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Rugby Trivia

By Mrs Trellis of North Wales
July 3 2018

Time for a history pay attention get your feet off the desk and there may be a test....

1)Initially rugby balls were plum-shaped and made of pigs’ bladders. As rubber inner tubes became more prevalent at the end of the 19th century, Rugby School requested that their balls remain asymmetric to distinguish them from footballs. Over time, the oval shape has become even more pronounced, making them easier to catch, hold and run with.

2)Richard Lindon was instrumental in the design of the modern-day rugby ball, but his poor old wife had to inflate them by lung power and paid the ultimate price after breathing in the air from one too many diseased urine sacks. She fell ill with lung disease, and subsequently passed away.

3)Dolway Bell Walkington wore a monocle but removed it when required to make a tackle. He played in the first Irish win over England in 1887. He scores Ireland's first drop goal against wales.

4)The tradition of singing National Anthems before an international started with rugby. Everyone knows the All Blacks dance the haka before the start of a match. But on the 16th November 1905 in Cardiff, the Welsh responded to the traditional war-dance by breaking into song. They sang ‘Hen Wlad Fy Nhadau’ in return. Nowadays, of course, it’s done at the beginning of most international sporting events, as well on receiving medals and prizes.
5)Idi Amin (King of Scotland) was a keen rugby player in the British Army. He was a good player but rather thick, instructions were conveyed in words of one letter.

6)The same whistle has been used for the first game of the World Cup . It’s known as the Gil Evans whistle, named after the Welsh ref to first use it in 1905 (England v NZ).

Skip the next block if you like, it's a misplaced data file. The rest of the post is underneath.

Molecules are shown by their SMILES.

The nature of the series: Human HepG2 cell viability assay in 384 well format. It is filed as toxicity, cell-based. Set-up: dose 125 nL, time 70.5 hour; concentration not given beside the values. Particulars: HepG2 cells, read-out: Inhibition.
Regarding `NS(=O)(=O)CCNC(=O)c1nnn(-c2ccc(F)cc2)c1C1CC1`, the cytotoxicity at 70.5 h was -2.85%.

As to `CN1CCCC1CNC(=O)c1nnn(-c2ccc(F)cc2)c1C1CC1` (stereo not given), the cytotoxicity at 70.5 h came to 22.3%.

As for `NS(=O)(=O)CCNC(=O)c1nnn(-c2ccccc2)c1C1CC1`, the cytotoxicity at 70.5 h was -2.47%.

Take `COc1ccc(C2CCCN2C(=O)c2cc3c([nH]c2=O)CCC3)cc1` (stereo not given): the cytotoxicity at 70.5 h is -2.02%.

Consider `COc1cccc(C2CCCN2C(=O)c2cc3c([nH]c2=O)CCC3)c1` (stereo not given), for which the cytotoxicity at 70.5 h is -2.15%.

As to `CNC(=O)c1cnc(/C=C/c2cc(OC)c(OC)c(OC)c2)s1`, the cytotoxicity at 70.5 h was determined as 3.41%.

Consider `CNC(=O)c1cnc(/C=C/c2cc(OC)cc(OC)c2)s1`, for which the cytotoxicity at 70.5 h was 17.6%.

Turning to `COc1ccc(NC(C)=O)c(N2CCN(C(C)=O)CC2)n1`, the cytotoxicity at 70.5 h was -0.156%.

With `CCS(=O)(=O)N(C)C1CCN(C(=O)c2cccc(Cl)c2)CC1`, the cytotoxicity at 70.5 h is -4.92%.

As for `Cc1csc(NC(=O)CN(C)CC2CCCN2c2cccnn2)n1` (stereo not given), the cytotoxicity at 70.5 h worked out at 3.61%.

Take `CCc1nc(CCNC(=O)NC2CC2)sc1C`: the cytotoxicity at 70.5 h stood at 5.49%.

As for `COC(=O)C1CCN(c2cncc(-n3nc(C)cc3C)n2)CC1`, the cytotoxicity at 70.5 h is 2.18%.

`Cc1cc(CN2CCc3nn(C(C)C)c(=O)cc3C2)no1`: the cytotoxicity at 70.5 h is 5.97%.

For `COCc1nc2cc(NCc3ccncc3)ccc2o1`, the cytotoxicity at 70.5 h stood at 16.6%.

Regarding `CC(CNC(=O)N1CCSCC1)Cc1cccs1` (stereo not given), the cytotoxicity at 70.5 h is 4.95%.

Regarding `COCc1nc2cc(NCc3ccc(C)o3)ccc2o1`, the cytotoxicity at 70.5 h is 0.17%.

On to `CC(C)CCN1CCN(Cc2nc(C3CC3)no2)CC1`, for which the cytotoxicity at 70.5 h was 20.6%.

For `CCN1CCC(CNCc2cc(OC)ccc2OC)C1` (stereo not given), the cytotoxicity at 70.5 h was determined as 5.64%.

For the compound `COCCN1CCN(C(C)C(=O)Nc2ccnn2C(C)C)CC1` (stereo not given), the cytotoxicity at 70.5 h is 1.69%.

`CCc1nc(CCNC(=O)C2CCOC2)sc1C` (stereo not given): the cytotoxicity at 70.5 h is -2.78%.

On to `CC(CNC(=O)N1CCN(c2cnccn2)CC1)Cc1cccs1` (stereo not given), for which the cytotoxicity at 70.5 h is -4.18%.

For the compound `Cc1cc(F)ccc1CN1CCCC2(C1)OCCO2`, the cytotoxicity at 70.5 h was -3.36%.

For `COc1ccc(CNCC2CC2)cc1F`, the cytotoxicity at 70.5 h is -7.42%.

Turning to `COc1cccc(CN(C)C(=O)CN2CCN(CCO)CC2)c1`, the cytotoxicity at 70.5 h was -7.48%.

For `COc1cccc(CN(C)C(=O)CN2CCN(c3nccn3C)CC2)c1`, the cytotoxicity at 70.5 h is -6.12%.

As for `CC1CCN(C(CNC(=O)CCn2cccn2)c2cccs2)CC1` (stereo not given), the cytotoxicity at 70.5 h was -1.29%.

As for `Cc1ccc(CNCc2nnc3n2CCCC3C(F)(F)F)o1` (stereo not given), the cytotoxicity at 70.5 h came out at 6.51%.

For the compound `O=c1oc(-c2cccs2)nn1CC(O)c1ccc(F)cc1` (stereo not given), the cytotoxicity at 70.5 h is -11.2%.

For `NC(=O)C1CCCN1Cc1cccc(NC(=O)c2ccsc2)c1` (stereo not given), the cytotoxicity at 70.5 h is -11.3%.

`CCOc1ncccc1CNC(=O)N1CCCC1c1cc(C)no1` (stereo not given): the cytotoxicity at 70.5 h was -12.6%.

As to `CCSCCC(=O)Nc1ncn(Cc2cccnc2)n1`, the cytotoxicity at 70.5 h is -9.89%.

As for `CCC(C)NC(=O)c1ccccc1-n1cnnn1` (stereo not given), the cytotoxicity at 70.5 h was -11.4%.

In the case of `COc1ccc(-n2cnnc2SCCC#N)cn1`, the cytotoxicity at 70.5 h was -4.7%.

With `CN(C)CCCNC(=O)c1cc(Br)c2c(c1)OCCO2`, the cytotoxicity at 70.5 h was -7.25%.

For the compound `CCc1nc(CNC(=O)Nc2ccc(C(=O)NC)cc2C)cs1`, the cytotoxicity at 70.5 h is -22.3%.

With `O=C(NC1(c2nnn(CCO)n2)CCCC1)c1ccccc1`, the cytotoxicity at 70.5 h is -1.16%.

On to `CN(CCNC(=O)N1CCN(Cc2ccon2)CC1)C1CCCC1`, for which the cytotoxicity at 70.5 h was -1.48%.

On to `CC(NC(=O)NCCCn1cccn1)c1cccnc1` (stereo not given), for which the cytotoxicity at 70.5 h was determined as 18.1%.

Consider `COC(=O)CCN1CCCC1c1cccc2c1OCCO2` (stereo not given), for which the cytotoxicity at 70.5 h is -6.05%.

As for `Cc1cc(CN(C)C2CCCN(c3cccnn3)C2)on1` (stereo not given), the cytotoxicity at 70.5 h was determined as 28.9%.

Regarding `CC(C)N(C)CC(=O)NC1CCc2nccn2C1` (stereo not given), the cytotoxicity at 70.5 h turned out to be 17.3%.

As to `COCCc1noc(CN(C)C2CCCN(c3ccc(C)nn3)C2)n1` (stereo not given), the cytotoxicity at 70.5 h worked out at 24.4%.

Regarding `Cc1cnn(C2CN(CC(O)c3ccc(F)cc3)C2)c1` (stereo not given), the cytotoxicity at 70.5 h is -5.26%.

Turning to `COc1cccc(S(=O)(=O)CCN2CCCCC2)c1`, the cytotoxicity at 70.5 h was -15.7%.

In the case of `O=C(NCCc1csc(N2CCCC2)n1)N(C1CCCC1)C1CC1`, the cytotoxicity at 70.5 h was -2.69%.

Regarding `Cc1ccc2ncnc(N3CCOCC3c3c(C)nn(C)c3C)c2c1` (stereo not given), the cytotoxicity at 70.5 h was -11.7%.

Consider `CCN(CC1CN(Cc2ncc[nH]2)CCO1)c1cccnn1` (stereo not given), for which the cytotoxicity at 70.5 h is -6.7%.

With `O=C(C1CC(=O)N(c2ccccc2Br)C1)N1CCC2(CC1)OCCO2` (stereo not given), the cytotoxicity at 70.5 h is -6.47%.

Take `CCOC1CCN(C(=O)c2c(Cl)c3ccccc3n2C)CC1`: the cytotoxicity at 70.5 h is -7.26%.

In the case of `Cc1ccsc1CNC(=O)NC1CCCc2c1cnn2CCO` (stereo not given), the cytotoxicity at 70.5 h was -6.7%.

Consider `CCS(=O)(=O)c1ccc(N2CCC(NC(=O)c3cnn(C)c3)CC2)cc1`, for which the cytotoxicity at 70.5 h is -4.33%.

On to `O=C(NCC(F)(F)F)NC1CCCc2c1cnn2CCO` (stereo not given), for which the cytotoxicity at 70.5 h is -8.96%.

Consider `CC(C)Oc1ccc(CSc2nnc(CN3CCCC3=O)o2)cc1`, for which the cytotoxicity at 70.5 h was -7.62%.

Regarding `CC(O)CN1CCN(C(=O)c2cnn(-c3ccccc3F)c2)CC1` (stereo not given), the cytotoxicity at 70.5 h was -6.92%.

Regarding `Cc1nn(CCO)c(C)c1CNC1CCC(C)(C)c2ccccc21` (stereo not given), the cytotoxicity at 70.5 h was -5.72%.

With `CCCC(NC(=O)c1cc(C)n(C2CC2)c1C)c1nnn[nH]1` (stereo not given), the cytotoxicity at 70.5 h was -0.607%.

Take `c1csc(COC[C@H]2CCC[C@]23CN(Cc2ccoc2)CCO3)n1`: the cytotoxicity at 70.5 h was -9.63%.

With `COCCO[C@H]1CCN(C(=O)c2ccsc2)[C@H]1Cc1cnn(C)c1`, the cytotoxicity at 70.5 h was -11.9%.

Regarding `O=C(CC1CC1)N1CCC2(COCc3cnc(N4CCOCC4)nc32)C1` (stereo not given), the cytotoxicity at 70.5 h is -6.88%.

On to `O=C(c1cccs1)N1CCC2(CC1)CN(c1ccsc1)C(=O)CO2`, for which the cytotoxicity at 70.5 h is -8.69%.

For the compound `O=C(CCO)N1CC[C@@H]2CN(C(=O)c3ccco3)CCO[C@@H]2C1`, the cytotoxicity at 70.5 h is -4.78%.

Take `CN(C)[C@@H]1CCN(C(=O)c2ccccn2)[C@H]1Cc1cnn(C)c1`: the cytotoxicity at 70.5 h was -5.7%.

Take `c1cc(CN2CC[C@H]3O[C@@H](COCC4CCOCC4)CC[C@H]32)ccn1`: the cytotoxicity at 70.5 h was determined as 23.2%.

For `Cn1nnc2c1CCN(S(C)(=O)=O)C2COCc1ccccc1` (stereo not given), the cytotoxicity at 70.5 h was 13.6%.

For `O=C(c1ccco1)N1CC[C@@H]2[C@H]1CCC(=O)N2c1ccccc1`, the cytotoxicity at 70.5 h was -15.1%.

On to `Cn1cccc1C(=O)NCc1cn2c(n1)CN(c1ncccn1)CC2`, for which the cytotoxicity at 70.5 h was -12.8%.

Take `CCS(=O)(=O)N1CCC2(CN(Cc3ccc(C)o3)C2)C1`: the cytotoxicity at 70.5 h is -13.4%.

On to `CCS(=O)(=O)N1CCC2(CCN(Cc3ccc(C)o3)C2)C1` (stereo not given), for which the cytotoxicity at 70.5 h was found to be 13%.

RWC Whistle
7)To keep players in peak physical condition in the off-season, James Naismith invented basketball as the perfect indoor activity. Naismith was a versatile athlete, and used his experience in football, lacrosse, hockey, baseball, and of course rugby, to develop the new sport of basketball.  He played rugby for McGill Uni.

8)Members of the Oakland/University of Pittsburgh team were banned for 8 years because they used human heads in the warm up to intimidate opponents.  In other fixtures Cromwell's head was kicked around Westminster Hall and the men of Cheshire practised drop goals with the heads of  Danes after a victory.

9)Prince Charles' nose was broken by a bully in a scrum during a house game at Gordonstoun. Apparently he was hit so hard his ears flew out at right angles to his head. He vowed to get him back when he became King.

10) Rugby School's first rugby players wore bow ties as part of the strip. It was an ordinary  shirt, bow tie, vest over shirt , and heavy duty boots. Early games had huge numbers of players and were often unequal e.g. in 1835 Rugby School House 75 players, the rest 225 players. In 1840 teams were limited to 20 players – 17 forwards and 3 full backs.



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